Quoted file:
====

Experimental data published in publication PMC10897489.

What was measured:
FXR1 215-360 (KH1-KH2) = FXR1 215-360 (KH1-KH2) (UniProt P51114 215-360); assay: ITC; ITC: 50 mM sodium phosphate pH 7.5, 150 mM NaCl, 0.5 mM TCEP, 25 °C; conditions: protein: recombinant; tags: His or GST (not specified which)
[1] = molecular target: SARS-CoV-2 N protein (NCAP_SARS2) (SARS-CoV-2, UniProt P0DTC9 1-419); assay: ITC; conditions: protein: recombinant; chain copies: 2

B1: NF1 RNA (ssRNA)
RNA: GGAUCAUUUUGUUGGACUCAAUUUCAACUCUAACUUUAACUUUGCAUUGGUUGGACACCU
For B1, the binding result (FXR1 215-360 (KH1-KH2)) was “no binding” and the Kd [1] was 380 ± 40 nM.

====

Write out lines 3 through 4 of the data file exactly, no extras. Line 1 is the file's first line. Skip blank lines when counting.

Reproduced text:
FXR1 215-360 (KH1-KH2) = FXR1 215-360 (KH1-KH2) (UniProt P51114 215-360); assay: ITC; ITC: 50 mM sodium phosphate pH 7.5, 150 mM NaCl, 0.5 mM TCEP, 25 °C; conditions: protein: recombinant; tags: His or GST (not specified which)
[1] = molecular target: SARS-CoV-2 N protein (NCAP_SARS2) (SARS-CoV-2, UniProt P0DTC9 1-419); assay: ITC; conditions: protein: recombinant; chain copies: 2